Mail & Guardian Online website offline after hacker attack

I sympathize with the MG Online. Certainly not pleasant to face these attacks, and wastes so much time to fight it. Not much different from normal crime people face in South Africa :(
 
They gained *root* access? Ouch, that doesn't sound like a very secure setup.
 
i noticed alot of people were trying to hack my server via ssh. almost three times a day, ip addresses of the attackers were from china and some east european countries. but i block ssh now and since then no troubles.
 
I do not think mg.co.za was targeted by the hackers.

MG is hosted in the US on UltraDNS.net.

About 2 years ago UltraDNS became the target of a large number of Ddos attacks. Other services, such as Amazon.com and many more were brought down by the Ddos attacks on UltraDNS.

I just think that MG was in their way and the hackers chose their IP and attacked the server.
 
denyhosts is also an awesome app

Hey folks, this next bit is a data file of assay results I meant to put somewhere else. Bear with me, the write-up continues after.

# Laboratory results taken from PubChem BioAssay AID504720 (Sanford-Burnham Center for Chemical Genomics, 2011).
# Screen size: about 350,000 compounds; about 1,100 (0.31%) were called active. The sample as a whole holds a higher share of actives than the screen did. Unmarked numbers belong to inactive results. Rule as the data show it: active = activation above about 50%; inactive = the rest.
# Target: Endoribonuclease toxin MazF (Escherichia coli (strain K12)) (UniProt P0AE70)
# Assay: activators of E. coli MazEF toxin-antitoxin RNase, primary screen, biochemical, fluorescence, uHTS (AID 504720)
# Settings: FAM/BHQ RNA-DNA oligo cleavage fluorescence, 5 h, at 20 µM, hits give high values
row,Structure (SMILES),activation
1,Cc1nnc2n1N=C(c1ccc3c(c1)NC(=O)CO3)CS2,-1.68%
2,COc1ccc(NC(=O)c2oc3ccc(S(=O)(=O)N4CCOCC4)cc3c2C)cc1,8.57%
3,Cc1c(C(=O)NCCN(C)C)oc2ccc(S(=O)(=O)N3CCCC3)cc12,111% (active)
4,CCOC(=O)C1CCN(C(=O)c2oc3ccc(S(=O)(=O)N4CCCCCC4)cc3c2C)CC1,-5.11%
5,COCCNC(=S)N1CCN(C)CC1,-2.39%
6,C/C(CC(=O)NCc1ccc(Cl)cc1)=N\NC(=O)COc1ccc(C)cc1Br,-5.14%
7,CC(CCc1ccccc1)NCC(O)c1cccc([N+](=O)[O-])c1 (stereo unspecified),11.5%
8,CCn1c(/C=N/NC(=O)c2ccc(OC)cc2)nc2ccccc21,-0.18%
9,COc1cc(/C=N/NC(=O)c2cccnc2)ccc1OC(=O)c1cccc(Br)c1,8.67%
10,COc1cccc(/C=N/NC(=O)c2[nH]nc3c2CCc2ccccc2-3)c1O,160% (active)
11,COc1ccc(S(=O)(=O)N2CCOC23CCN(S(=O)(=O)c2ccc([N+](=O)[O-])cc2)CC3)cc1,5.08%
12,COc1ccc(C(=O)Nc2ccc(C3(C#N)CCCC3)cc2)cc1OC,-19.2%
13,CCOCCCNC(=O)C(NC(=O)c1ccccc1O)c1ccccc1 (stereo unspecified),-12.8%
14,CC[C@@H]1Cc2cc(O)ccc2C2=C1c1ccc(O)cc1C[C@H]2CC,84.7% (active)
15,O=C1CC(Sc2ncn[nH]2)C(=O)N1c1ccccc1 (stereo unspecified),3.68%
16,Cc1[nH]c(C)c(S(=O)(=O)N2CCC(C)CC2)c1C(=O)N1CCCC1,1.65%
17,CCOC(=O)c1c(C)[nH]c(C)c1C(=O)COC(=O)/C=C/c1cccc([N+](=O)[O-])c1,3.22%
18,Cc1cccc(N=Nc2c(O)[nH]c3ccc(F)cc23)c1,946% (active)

denyhosts.sourceforge.net/


I noticed last week when I tried to access MG that I got java poping up trying to install something and then microsoft security essentials went crazy trying to to block it.
 
They gained *root* access? Ouch, that doesn't sound like a very secure setup.

Netcraft's "what's that site running" shows that until a few days ago they were running a version of Apache that was 2 and a half years old, which implies that they probably don't keep their systems up to date in general, which implies that their IT sucks. Even Microsoft can keep their website up, and Microsoft are not known for having top-notch security. Guys like Google, News24 etc. can keep their sites up.

The fact is ALL websites are continually under attack from hackers. All of them, all the time. Most attacks are automated. If your IT sucks, you will suffer.

Unfortunately it's very hard finding good IT people, especially in South Africa, the quality of the graduates from our universities is *****ing terrible, and the small number of smart folks that manage to come out with skills in spite of how bad the system is, leave for greener pastures overseas.